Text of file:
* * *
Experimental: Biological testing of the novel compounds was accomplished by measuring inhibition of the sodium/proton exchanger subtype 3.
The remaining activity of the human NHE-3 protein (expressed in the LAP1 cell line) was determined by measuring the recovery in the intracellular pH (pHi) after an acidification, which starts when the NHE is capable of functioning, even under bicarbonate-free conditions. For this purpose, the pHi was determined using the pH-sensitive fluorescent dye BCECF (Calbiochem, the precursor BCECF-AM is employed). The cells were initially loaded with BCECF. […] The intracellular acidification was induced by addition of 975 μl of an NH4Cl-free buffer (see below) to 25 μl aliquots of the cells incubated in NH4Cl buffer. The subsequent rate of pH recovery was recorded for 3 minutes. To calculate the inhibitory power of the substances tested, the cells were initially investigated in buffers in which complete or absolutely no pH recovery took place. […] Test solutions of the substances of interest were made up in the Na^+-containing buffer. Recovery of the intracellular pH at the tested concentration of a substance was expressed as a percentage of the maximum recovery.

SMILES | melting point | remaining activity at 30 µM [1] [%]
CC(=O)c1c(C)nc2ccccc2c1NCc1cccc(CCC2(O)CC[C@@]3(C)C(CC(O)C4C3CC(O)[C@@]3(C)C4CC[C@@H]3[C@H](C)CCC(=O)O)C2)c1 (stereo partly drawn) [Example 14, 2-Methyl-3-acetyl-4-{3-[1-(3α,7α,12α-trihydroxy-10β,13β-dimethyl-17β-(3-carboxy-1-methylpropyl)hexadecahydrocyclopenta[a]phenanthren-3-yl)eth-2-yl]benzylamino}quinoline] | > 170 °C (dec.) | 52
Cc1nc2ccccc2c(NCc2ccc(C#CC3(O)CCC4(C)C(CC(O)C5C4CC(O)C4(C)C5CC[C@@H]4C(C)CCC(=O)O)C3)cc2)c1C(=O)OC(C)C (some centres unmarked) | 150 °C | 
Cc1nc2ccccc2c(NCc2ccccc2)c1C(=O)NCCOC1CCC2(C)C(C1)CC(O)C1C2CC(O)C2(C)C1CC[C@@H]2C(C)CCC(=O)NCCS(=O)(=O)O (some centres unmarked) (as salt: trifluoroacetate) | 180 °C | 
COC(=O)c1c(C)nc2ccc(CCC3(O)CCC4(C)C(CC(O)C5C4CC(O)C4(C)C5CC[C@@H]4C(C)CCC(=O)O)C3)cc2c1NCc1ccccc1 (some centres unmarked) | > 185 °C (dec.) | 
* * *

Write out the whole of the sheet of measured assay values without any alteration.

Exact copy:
Experimental: Biological testing of the novel compounds was accomplished by measuring inhibition of the sodium/proton exchanger subtype 3.
The remaining activity of the human NHE-3 protein (expressed in the LAP1 cell line) was determined by measuring the recovery in the intracellular pH (pHi) after an acidification, which starts when the NHE is capable of functioning, even under bicarbonate-free conditions. For this purpose, the pHi was determined using the pH-sensitive fluorescent dye BCECF (Calbiochem, the precursor BCECF-AM is employed). The cells were initially loaded with BCECF. […] The intracellular acidification was induced by addition of 975 μl of an NH4Cl-free buffer (see below) to 25 μl aliquots of the cells incubated in NH4Cl buffer. The subsequent rate of pH recovery was recorded for 3 minutes. To calculate the inhibitory power of the substances tested, the cells were initially investigated in buffers in which complete or absolutely no pH recovery took place. […] Test solutions of the substances of interest were made up in the Na^+-containing buffer. Recovery of the intracellular pH at the tested concentration of a substance was expressed as a percentage of the maximum recovery.

SMILES | melting point | remaining activity at 30 µM [1] [%]
CC(=O)c1c(C)nc2ccccc2c1NCc1cccc(CCC2(O)CC[C@@]3(C)C(CC(O)C4C3CC(O)[C@@]3(C)C4CC[C@@H]3[C@H](C)CCC(=O)O)C2)c1 (stereo partly drawn) [Example 14, 2-Methyl-3-acetyl-4-{3-[1-(3α,7α,12α-trihydroxy-10β,13β-dimethyl-17β-(3-carboxy-1-methylpropyl)hexadecahydrocyclopenta[a]phenanthren-3-yl)eth-2-yl]benzylamino}quinoline] | > 170 °C (dec.) | 52
Cc1nc2ccccc2c(NCc2ccc(C#CC3(O)CCC4(C)C(CC(O)C5C4CC(O)C4(C)C5CC[C@@H]4C(C)CCC(=O)O)C3)cc2)c1C(=O)OC(C)C (some centres unmarked) | 150 °C | 
Cc1nc2ccccc2c(NCc2ccccc2)c1C(=O)NCCOC1CCC2(C)C(C1)CC(O)C1C2CC(O)C2(C)C1CC[C@@H]2C(C)CCC(=O)NCCS(=O)(=O)O (some centres unmarked) (as salt: trifluoroacetate) | 180 °C | 
COC(=O)c1c(C)nc2ccc(CCC3(O)CCC4(C)C(CC(O)C5C4CC(O)C4(C)C5CC[C@@H]4C(C)CCC(=O)O)C3)cc2c1NCc1ccccc1 (some centres unmarked) | > 185 °C (dec.) | 